Drug developers have increased the number of postmarketing studies
which they conduct on newly-approved medicines over the past six
years, but sponsors believe this work has contributed little to their
understanding of the new products, according to a new survey carried
out by the Tufts Center for the Study of Drug Development (Tufts CSDD).
Sixtyeight percent of clinical study sponsors and 79% of non-clinical study
sponsors told the Tufts researchers that postmarketing study results have contributed either marginally or not at all to their understanding of the safety, efficacy or quality of their new products, although 32% felt the studies had “significantly or very significantly” increased their understanding.
Considerable progress has been made since the US Food and Drug Administration (FDA) regulation requiring sponsors to provide annual reports on the status of such studies took effect in 2001, but a major challenge faced by drug sponsors is completing the studies on time, according to Tufts CSDD associate director Christopher-Paul Milne. While over half of all postmarketing studies for which final study reports were submitted were finished by their projected completion date, 45% were delayed due to enrollment problems, technical difficulties, additional FDA requirements or sponsors expanding the scope of their own studies, the survey found.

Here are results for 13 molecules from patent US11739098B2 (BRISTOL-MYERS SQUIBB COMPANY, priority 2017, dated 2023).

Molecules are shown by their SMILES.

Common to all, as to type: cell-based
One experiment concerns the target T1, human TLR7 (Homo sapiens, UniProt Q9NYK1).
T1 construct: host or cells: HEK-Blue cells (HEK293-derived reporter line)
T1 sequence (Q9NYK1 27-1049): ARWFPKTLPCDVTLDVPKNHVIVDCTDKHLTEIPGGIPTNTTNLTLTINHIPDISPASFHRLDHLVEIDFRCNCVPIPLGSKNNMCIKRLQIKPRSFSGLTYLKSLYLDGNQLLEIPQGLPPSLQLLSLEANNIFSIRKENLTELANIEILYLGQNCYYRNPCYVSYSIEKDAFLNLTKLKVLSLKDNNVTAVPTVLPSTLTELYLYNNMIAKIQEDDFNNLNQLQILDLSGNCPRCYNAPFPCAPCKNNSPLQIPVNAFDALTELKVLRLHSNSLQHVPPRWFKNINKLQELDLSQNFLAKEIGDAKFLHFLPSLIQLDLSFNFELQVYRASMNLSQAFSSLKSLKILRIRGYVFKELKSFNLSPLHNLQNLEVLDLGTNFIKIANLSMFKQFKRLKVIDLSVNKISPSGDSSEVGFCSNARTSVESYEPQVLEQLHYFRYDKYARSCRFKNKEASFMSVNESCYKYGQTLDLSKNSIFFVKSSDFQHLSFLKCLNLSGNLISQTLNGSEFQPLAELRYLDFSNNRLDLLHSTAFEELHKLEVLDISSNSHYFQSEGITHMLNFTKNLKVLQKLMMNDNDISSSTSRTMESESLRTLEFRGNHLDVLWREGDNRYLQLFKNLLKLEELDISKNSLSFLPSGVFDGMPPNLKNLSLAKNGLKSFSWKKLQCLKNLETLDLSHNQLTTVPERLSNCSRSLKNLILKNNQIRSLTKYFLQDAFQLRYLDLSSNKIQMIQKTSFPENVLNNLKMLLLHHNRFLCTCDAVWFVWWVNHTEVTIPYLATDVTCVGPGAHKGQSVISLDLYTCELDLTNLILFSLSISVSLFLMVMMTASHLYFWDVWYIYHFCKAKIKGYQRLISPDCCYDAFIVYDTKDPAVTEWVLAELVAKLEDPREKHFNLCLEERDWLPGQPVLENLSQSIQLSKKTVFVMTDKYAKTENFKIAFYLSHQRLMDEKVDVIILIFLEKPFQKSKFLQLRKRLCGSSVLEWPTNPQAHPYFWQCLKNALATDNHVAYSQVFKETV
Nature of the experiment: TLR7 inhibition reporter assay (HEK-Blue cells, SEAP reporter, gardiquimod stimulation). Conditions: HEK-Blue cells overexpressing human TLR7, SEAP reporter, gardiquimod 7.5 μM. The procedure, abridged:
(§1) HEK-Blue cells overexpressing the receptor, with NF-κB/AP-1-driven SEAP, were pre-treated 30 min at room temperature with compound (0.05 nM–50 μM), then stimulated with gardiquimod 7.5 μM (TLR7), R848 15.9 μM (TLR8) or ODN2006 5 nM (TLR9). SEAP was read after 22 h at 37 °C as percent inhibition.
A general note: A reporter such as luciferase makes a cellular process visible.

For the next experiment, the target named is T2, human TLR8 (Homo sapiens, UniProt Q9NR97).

Other findings included that:
- clinical studies took an average of 10 months longer to complete
and cost nearly nine times as much as non-clinical studies;
- postmarketing studies are typically the responsibility of
applicable R&D departments (clinical development, preclinical,
toxicology, laboratory, etc) and not marketing departments, as some
critics of the Prescription Drug User Fee Act (PDUFA) have claimed; and
- during 1998-2005, drug sponsors spent an average of $5.3 million
per clinical postmarketing study, compared to $610,000 for each non-